By on September 9, 2011

Volkswagen and Porsche will need to live in concubinage for a while longer. They will live and work together, they will be seen at parties such as the upcoming IAA in Frankfurt together, they share beds and platforms, but they won’t be officially married.  Volkswagen announced today ”that the planned merger with Porsche SE cannot be implemented within the time frame provided for in the Comprehensive Agreement. Nevertheless, all parties remain committed to the goal of creating an integrated automotive group with Porsche and are convinced that this will take place.”

And why are the nuptials delayed? Says Volkswagen:

“From Volkswagen’s perspective, the continuing legal hurdles mean that it is currently impossible to quantify the economic risks of a merger and therefore to perform the valuation of Porsche SE required to determine the exchange ratio. The main causes of uncertainty are the ongoing proceedings and actions brought against Porsche SE in Germany and the USA for alleged market manipulation.”

There is something else the press release did not mention: 41 banks, funds, sovereign wealth funds  and hedge funds have filed suit against Porsche and Volkswagen on Wednesday, reports Wirtschaftswoche. They claim damages in “three digit billion Euro” say the court documents.

Bringing such a big suit costs a lot of money in Germany: Total court costs can be at least 4.5 million Euro ($6.2 million). Loser pays full court costs and the legal costs of the winning party. If you file a suit like this, you better enclose a check of over a million Euro, or the court won’t lift a finger. This rule keeps frivolous lawsuits to a minimum.

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11 Comments on “Volkswagen Postpones Porsche Wedding While Funds Sue...”


  • avatar
    evan

    I read some other news reports about this earlier, and yup, Porsche is still in big trouble, including a huge stock drop for its holding company and further damage to its credibility.

    I followed this story from its beginnings back when it was clear Wiedeking was out-of-control-stupid for risking Porsche’s independence on nothing more than a ‘bet’ on the markets. The idea that Porsche could take over big brother Volkswagen simply by astute financial dealings was nothing other than idiotic. But of course, what else is new in the world of high finance? It seemed to be working for a short while however, as most news media – and car journalists in particular – simply reiterated the surface story.

    But remember when Volkswagen’s stock absolutely shot through the roof for a while? (Volkswagen was briefly one of the largest companies in the world based on market cap) That was mostly the result of a short squeeze, and the amount of bad blood that created was titanic, and I’m sure a massive reason for the current lawsuits.

    At any rate, this is more evidence that Wiedeking was a plague on Porsche. Naturally, he’ll never have to own up to it or face any consequences.

    • 0 avatar
      The Doctor

      It’s more due to the fact that Porsche was happy to sell 5% of VW’s shares back to the market for a fat profit following the squeeze. I haven’t done M&A for a while but I’m guessing that selling shares of a company you have announced you intend to take over is still a bit of a no-no…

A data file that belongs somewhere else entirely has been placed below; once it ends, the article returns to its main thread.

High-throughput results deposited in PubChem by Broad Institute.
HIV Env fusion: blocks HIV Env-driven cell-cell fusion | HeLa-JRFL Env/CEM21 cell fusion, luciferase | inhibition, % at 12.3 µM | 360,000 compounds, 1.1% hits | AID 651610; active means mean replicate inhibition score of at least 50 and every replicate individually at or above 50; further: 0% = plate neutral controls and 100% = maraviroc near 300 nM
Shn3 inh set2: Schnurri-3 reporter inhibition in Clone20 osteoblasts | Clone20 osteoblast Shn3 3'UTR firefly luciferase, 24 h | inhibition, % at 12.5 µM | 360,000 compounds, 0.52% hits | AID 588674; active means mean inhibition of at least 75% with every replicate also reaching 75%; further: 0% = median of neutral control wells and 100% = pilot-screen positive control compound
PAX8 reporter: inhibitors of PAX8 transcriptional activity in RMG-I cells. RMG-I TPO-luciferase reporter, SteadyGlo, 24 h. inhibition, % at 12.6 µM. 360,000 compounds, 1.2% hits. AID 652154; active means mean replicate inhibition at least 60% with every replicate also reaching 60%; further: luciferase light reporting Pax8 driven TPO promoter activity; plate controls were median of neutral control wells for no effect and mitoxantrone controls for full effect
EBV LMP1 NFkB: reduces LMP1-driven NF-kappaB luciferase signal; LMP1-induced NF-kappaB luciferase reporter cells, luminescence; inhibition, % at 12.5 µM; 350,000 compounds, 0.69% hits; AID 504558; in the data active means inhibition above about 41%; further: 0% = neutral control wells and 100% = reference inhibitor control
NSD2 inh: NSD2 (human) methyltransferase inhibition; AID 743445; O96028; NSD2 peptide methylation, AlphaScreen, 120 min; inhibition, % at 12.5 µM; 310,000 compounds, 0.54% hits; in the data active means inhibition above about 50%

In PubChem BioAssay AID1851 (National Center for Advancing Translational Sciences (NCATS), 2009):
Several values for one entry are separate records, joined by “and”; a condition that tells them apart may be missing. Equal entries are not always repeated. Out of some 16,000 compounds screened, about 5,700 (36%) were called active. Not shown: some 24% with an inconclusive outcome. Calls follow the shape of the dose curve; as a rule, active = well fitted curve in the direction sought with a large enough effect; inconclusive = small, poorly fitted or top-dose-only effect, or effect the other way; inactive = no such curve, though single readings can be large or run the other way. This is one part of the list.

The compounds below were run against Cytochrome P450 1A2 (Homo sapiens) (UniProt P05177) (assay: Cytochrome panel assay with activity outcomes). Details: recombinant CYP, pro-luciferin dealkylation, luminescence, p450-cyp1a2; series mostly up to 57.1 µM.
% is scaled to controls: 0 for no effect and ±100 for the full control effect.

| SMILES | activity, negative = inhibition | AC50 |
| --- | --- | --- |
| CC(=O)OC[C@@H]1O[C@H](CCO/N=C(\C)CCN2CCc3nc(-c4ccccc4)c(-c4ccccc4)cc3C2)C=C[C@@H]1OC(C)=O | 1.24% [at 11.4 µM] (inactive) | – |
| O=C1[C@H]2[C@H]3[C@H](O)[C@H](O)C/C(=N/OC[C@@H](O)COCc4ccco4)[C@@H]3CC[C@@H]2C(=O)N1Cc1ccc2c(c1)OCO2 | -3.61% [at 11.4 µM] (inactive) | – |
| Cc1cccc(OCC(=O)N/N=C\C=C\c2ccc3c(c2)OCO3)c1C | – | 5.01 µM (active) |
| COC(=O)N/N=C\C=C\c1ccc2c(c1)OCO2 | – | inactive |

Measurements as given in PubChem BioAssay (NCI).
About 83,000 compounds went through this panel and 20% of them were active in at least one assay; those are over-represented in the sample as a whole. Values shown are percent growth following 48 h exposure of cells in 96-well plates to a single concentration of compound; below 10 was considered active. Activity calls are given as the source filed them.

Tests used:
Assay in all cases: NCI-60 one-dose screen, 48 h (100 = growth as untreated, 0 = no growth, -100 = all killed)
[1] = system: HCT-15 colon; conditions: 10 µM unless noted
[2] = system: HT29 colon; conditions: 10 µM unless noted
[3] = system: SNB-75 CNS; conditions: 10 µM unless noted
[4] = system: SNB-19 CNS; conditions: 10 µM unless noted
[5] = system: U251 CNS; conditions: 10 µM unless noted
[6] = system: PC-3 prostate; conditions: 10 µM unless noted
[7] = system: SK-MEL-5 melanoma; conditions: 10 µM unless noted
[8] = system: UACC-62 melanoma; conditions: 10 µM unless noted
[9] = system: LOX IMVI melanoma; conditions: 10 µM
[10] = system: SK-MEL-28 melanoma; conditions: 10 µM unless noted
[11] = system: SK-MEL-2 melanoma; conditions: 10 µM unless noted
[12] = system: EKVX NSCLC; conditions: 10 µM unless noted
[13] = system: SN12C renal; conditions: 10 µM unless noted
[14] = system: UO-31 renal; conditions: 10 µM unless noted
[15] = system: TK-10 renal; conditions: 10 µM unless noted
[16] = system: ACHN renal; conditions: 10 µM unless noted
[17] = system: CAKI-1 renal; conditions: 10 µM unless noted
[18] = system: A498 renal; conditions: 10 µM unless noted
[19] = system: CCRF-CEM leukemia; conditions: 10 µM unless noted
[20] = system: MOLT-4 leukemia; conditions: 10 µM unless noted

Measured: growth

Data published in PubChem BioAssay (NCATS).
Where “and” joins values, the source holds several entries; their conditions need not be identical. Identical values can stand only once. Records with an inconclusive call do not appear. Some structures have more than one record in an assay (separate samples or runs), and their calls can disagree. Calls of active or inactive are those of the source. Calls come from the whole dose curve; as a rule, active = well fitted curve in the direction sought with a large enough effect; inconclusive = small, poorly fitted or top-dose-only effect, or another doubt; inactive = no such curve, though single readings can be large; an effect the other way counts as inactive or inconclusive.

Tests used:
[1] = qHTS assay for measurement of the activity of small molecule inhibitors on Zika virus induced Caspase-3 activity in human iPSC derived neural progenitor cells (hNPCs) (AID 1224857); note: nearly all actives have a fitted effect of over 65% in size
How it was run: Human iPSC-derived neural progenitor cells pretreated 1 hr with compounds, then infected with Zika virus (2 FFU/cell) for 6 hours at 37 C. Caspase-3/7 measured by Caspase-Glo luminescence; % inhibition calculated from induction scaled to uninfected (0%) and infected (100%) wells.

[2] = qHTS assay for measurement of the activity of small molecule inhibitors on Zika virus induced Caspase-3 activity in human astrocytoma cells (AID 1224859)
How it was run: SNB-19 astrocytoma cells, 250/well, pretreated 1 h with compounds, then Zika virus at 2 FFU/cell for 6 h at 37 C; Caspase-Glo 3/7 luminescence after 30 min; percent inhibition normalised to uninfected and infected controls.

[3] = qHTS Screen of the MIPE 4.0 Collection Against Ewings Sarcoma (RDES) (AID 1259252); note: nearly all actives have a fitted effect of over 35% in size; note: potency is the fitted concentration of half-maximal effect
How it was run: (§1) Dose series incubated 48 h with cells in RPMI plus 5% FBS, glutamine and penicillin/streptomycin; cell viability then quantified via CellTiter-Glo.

The rest of their trading activities seem to be like marriage between cousins – it may be legal, but it still makes you faintly queasy.

      PS. Looking at Wiedeking and Haerter I guess Porsche could have probably financed their option positions for a bit longer if they had spent a bit less on Kuchen: http://thedealsleuth.files.wordpress.com/2009/05/wiedeking-porsche-haerter.jpg

  • avatar

    another Rick Perry appears.

  • avatar
    eldard

    If only I can win the lottery tomorrow so I can get a new Panamera before they get tainted with VW electro-turd DNA.

    • 0 avatar
      wmba

      Gee, I wouldn’t buy a car from a socialist paradise like Germany, and they’re union made at that! At least Sweden is a constitutional monarchy.

      Eldard, what you don’t know about governments overseas would fill a large encyclopedia, and what you do know would fit on the head of a pin.

      • 0 avatar
        eldard

        I do know that these socialist paradises are pathetically dependent on selling to the US and China. And that they have the biggest debts in the world. That’s what you get if you have a freeloading culture. lolz

        I’d never buy a car brand new so these countries won’t really get a dime from me. ;)

      • 0 avatar
        tonycd

        If you wouldn’t buy from a car company because its national government was too socialist, would you buy from a car company that functioned under a fascist dictatorship?

        And if not, why not? Where do you draw the line?

      • 0 avatar
        eldard

        I don’t give a flying turd what gov’t whose country the brand came from. Cars from socialist states are usually overpriced. I’ll only buy new Korean if I have to. But since I’m not into cattle class, err, mass market cars, I’ll only buy used since luxury cars are imposed with 100% excise taxes in my country. That makes the cars I desire priced in Bentley territory and buying new would also mean supporting my corrupt govenment. As Top Gear would say, let somebody else take the hit.

    • 0 avatar
      Fusion

      I’m not sure if its DNA or not, but the Panamera’s body is made in a VW factory… ;)

  • avatar
    devilsadvocate

    VW already has one very displeased mistress…Suzuki. Maybe Porsche should back out while they can :)

  • avatar
    slowtyper

    I love the photograph Bertel chose for this piece. Whatever happens, Wiedeking has won. :-)


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